Of course, otherwise they wouldn't be dubbed 'exit opportunities'.. IB is a prerequisite for quite a few jobs. And to your second point, if people are scared of competition they shouldn't be looking to go into the industry. Your bonus depends on how well you compete, promotions depend on how well you compete, the exit opps depend on how well you outcompete other applicants..

    The word 'competition' is pretty intrinsic to any top tier career.

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    (Original post by Princepieman)
    Of course, otherwise they wouldn't be dubbed 'exit opportunities'.. IB is a prerequisite for quite a few jobs. And to your second point, if people are scared of competition they shouldn't be looking to go into the industry. Your bonus depends on how well you compete, promotions depend on how well you compete, the exit opps depend on how well you outcompete other applicants..

    The word 'competition' is pretty intrinsic to any top tier career.

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    Well it would be naive not to consider the competition, as realistically and statistically speaking, it would be very very difficult to get a job. Of course it depends upon which uni you went, what degree you did etc etc.

    Is this something you're interested in?
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    (Original post by under8ed)
    Well it would be naive not to consider the competition, as realistically and statistically speaking, it would be very very difficult to get a job. Of course it depends upon which uni you went, what degree you did etc etc.

    Is this something you're interested in?
    Yes but anything 'top' is difficult to get.. Shouldn't be a reason not to go for it. And it depends much more on your achievements and experience. Although, ofc, target/sem-target uni students will get more attention paid to their CVs.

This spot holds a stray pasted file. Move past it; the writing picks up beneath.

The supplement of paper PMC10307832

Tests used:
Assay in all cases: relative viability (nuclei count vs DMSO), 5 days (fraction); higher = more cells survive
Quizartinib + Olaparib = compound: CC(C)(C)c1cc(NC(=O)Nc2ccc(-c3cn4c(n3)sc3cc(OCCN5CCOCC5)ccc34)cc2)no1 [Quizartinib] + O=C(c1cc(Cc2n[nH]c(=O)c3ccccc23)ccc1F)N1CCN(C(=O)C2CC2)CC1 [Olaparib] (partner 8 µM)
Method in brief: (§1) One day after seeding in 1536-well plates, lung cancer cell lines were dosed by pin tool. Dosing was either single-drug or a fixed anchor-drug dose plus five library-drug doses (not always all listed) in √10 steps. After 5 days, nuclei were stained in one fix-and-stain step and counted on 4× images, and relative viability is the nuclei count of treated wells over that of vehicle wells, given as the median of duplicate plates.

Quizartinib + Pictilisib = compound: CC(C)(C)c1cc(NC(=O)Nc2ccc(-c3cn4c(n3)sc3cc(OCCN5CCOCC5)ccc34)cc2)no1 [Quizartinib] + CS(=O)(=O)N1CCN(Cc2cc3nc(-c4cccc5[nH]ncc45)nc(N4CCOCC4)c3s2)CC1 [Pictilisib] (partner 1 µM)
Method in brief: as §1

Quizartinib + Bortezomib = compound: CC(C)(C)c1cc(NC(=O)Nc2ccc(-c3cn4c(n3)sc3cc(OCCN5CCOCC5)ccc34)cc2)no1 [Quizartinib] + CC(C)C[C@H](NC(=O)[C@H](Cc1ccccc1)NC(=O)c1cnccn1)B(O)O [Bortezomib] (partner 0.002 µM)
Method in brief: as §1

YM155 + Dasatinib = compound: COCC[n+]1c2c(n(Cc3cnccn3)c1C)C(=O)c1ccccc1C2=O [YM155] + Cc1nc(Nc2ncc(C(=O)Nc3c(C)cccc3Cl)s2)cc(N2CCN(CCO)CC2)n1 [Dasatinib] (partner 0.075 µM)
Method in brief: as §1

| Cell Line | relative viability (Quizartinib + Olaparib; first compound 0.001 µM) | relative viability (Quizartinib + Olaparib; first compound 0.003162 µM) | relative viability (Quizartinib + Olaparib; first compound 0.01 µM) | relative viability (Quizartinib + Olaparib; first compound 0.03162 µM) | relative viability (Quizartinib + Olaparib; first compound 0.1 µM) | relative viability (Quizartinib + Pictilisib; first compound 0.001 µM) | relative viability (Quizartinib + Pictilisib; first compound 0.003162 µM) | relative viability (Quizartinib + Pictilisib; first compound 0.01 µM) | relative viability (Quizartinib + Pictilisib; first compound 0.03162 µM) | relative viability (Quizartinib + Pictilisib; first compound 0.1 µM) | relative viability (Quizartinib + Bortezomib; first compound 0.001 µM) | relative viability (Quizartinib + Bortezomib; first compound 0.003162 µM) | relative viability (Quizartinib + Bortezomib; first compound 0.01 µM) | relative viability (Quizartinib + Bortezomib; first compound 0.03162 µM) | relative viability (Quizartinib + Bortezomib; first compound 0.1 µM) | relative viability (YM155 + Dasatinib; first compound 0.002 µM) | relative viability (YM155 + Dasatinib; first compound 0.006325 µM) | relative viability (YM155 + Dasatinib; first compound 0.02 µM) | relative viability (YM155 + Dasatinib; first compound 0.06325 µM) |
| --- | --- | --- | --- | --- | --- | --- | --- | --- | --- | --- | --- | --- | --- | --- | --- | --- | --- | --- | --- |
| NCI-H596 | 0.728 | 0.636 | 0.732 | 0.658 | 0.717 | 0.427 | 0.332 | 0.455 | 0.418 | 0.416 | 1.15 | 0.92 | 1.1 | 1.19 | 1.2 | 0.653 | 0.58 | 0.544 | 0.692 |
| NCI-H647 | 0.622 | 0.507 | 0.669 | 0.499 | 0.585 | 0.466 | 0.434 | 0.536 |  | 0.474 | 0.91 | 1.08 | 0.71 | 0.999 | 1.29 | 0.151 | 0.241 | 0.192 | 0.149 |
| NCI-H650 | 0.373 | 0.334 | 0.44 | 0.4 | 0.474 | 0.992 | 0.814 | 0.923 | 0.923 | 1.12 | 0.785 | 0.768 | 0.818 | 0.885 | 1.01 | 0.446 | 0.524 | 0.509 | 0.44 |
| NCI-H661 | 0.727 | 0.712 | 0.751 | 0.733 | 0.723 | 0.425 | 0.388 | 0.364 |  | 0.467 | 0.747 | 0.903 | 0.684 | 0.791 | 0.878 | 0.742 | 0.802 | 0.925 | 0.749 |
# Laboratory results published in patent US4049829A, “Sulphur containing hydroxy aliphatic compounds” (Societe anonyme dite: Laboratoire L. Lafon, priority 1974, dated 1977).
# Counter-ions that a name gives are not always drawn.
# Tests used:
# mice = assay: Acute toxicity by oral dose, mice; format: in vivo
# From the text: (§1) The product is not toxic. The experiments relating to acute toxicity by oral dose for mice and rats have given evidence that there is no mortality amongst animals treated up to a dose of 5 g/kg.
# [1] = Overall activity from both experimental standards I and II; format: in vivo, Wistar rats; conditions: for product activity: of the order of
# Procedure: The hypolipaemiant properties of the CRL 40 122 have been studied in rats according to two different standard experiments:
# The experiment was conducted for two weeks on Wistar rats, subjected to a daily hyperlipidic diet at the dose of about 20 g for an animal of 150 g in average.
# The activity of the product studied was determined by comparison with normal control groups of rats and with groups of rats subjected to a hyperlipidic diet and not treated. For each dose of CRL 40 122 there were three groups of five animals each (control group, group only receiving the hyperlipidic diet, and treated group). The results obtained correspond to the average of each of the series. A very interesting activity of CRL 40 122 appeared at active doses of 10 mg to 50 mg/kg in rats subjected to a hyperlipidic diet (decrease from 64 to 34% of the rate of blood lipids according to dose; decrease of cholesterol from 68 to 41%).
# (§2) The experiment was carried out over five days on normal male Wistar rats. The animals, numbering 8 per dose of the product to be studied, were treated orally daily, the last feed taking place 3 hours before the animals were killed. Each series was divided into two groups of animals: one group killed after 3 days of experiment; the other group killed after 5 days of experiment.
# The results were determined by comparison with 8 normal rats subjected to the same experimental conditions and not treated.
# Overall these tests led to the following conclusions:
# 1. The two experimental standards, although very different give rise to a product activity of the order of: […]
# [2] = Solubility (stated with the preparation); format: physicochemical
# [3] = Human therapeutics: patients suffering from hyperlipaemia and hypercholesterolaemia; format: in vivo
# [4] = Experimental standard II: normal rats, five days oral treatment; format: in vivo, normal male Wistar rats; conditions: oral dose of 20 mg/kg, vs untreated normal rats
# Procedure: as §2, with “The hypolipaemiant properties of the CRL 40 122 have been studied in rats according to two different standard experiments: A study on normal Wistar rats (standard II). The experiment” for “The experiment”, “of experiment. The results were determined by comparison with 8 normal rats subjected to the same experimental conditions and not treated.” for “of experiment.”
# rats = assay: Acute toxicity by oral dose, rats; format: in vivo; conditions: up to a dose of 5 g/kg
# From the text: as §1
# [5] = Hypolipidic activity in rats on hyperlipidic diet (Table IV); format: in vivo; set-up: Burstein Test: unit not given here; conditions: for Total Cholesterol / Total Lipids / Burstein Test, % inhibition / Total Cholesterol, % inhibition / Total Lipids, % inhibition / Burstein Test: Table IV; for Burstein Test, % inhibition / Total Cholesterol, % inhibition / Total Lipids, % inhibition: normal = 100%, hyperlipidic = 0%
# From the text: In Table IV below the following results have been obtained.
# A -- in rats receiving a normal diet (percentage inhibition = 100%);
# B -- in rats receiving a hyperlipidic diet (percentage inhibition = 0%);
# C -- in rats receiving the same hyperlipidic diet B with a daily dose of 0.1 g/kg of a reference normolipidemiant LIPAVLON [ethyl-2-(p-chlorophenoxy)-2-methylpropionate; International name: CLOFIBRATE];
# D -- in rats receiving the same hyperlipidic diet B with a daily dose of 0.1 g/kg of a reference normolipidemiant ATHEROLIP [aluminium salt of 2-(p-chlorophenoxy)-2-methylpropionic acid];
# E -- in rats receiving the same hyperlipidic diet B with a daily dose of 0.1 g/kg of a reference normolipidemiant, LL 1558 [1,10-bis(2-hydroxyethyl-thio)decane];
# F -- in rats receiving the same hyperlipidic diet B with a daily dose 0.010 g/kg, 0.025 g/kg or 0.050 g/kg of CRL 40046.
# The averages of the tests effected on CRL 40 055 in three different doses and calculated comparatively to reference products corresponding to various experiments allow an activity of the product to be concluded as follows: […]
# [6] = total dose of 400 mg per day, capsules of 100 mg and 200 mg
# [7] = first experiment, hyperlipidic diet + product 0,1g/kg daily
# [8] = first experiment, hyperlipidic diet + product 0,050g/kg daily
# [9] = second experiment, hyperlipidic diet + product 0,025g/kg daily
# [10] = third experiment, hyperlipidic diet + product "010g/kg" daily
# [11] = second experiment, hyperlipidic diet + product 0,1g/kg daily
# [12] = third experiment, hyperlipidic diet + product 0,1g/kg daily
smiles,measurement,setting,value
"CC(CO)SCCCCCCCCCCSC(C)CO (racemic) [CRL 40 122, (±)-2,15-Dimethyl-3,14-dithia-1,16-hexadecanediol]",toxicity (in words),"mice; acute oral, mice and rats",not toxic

Indeed.

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    (Original post by Princepieman)
    Yes but anything 'top' is difficult to get.. Shouldn't be a reason not to go for it. And it depends much more on your achievements and experience. Although, ofc, target/sem-target uni students will get more attention paid to their CVs.

    Indeed.

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    Well i guess you seemed to have thought this through as opposed to just saying 'Im gonna earn £££s'. good luck!
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    (Original post by under8ed)
    60-70 hours is still a lot. Its almost 10 hours a day assuming you work both weekends. IF you dont work in the weekends, thats 12-14 hours a day, but then i guess some people can handle that and live with it.
    It's all relative to what one wants in a job. 8 hour days bore me to ****. 12-14 is very doable for some people. If you find the work enjoyable, which some do, it is a lot more manageable than 8 hours of tedious work.

    And the opportunities that arise from investment banking are only assuming that you initially get a job, which is ultra competitive, with as much as 100 ppl applying per job.
    That can be said about any popular grad programme albeit IB is a lot more competitive due to London being the financial centre of Europe. Accountancy, consulting, law and top companies in other industries (tech, media, engineering etc) are all still very competitive industries.

    As Princepieman has said, going to a target / semi-target will be helpful, but it is not the be all and end all. I went to a non-target and managed to secure a summer which I converted to a full time offer. As far as I know, nobody where I summered had ever heard of my university bar 2 who were the same nationality as me. Networking and building a strong CV will help significantly.